Since the publication, in 1930, of Industrial Relations in the Building Industry, by William Haber, virtually no general analysis has been made of the labor relations problems in the construction field. It is the major objective of the present volume to fill at least a part of this gap. While a number of labor-management problems are analyzed in some detail, the central focus of this study is on the major factors affecting productivity in the industry, with particular reference to that part of it concerned with residential construction. To this end, primary emphasis has been placed on the chapters dealing with the introduction of new materials, equipment, and other new techniques; the nature, extent, and effects of various union "working rules"; the policies of both unions and contractors toward the training of apprentices; the trends in wages as compared to productivity trends; and the basic economic characteristics of the industry as they have affected its productivity.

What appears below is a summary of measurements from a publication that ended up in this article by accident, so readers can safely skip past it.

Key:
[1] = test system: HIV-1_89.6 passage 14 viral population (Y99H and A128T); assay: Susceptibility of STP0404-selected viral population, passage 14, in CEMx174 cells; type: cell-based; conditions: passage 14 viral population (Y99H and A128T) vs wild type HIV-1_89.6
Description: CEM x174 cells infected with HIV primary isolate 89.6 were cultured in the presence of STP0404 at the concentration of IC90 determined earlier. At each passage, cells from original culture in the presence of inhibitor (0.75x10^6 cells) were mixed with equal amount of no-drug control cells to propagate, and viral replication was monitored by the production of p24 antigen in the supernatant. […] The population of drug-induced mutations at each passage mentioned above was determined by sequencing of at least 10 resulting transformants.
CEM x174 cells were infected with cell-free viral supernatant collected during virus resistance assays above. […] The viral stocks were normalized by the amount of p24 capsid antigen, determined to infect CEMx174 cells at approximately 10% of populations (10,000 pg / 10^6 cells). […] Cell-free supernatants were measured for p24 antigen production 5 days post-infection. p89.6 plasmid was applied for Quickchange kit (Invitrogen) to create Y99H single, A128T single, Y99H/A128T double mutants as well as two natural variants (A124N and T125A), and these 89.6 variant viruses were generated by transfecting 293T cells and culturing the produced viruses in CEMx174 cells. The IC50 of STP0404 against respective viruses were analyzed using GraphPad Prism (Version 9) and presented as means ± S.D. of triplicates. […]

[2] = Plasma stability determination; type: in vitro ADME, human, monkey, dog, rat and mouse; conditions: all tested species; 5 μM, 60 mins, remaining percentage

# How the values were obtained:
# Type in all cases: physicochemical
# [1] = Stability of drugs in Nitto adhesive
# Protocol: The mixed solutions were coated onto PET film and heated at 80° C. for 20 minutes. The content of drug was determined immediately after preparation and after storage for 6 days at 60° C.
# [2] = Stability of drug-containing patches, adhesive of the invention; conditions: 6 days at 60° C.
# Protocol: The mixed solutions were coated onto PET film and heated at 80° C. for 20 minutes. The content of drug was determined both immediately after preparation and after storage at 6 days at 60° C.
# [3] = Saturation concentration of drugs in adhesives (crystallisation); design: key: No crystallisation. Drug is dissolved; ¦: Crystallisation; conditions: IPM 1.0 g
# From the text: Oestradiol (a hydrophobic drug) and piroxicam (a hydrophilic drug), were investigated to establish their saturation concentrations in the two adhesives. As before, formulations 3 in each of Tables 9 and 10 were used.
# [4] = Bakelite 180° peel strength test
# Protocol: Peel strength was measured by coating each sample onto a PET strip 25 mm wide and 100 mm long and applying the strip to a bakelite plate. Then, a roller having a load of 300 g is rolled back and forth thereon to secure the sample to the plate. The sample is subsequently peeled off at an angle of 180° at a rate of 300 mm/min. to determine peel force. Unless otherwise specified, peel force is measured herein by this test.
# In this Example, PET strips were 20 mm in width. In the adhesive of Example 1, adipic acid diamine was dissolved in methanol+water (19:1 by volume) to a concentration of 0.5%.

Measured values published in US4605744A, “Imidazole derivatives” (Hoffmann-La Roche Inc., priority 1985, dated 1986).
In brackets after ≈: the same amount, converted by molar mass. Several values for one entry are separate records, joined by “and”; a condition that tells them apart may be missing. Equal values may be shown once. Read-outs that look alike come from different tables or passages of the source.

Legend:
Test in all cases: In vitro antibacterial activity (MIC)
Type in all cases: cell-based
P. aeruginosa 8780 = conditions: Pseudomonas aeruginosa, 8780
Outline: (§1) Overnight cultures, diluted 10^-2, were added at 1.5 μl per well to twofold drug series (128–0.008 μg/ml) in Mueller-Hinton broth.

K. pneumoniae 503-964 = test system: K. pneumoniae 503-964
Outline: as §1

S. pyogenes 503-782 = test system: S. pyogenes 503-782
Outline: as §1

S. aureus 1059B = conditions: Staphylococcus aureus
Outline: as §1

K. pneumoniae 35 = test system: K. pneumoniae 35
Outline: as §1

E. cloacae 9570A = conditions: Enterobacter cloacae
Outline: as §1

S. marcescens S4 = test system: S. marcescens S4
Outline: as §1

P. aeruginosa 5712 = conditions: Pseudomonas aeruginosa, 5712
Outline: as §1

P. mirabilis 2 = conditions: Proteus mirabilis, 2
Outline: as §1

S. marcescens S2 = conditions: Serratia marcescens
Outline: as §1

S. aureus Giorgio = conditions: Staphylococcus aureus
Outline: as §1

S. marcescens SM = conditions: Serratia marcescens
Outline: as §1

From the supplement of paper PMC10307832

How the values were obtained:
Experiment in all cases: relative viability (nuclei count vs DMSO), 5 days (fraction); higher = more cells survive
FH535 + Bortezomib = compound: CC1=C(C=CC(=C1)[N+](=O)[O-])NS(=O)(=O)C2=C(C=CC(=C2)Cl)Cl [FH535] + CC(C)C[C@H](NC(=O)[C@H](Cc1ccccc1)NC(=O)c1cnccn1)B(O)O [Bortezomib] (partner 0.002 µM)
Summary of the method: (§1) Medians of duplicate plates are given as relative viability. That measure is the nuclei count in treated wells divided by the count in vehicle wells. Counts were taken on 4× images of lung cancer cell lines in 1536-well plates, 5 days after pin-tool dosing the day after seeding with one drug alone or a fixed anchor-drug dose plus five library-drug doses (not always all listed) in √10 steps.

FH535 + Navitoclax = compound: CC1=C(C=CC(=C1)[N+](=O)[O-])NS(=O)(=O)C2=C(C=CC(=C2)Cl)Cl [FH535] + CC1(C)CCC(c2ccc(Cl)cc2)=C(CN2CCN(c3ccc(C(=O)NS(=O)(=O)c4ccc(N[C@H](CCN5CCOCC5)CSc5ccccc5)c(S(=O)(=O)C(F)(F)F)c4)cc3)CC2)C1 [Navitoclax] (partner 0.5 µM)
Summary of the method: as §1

Much of the material contained in these chapters is based upon original material gathered in a field survey conducted in the summer of 1952. The survey covered sixteen cities in ten states and the District of Columbia. The cities visited were Chicago, Detroit, Cleveland, St. Louis, Boston, Washington, D.C., Pittsburgh, Cincinnati, Indianapolis, Columbus ( Ohio), Charleston ( West Virginia), Charlotte (North Carolina), and Grand Rapids, Kalamazoo, and Battle Creek (all three in Michigan). These cities were chosen in order to obtain as wide a representation as possible, within the limits of available resources, from localities of varying sizes, having differing degrees of union strength in residential construction, and at least some geographic dispersion. A total of 268 interviews were conducted with representatives of labor, management,